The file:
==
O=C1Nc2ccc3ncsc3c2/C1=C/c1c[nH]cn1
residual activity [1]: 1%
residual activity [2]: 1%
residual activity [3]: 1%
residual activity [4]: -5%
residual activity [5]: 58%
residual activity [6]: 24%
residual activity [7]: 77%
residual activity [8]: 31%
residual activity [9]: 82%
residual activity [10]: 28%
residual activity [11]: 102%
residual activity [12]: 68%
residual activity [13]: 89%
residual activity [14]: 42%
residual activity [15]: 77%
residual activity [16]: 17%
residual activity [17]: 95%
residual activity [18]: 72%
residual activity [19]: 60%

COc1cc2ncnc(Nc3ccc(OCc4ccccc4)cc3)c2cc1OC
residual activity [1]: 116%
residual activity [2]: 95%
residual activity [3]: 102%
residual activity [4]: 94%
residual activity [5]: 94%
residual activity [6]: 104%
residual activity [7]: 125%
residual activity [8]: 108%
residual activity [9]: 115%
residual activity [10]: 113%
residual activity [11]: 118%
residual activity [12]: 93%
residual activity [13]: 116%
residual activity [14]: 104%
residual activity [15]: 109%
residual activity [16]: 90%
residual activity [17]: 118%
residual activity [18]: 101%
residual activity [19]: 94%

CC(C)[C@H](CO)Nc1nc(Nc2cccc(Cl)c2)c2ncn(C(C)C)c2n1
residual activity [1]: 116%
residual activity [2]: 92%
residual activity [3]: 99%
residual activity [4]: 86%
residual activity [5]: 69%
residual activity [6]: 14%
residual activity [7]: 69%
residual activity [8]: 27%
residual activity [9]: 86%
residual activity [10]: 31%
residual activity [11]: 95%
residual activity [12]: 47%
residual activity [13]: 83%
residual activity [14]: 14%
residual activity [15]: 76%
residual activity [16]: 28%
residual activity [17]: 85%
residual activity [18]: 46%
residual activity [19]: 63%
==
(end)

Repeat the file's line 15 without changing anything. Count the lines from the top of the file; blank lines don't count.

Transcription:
residual activity [14]: 42%